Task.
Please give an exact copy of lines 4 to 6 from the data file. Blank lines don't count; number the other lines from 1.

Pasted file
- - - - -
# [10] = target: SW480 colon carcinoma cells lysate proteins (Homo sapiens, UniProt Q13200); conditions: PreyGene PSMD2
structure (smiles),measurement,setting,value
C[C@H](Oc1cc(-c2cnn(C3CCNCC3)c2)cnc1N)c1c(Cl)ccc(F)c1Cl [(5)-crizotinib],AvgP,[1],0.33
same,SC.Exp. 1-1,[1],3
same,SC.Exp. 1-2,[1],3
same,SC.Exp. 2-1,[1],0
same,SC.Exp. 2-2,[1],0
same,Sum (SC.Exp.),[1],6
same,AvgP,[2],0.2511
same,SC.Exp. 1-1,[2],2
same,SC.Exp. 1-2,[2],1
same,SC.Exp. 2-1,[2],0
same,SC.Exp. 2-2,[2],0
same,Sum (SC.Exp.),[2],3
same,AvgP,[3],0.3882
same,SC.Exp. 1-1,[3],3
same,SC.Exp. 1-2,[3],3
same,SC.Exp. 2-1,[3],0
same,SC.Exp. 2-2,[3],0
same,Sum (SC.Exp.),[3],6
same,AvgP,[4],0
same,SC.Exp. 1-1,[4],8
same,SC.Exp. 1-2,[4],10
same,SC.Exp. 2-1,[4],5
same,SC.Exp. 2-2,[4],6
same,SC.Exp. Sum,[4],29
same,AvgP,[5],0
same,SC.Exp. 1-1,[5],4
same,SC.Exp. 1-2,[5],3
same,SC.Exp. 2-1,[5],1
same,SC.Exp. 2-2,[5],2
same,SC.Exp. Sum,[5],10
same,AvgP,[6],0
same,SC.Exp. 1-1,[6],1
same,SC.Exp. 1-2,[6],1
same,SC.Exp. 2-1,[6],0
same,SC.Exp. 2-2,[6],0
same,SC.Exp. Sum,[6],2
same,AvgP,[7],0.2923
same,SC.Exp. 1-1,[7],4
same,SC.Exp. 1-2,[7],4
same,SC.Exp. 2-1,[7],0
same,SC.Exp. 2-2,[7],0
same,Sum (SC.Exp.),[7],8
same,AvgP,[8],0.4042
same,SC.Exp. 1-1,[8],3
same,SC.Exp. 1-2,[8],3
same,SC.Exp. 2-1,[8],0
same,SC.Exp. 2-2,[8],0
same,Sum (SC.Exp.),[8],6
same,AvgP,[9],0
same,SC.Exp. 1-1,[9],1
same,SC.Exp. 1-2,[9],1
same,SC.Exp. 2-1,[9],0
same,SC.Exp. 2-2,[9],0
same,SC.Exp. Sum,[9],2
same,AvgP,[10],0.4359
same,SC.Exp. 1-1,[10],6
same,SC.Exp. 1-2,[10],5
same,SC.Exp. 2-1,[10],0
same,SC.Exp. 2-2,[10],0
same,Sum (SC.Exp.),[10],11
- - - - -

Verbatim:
same,SC.Exp. 1-1,[1],3
same,SC.Exp. 1-2,[1],3
same,SC.Exp. 2-1,[1],0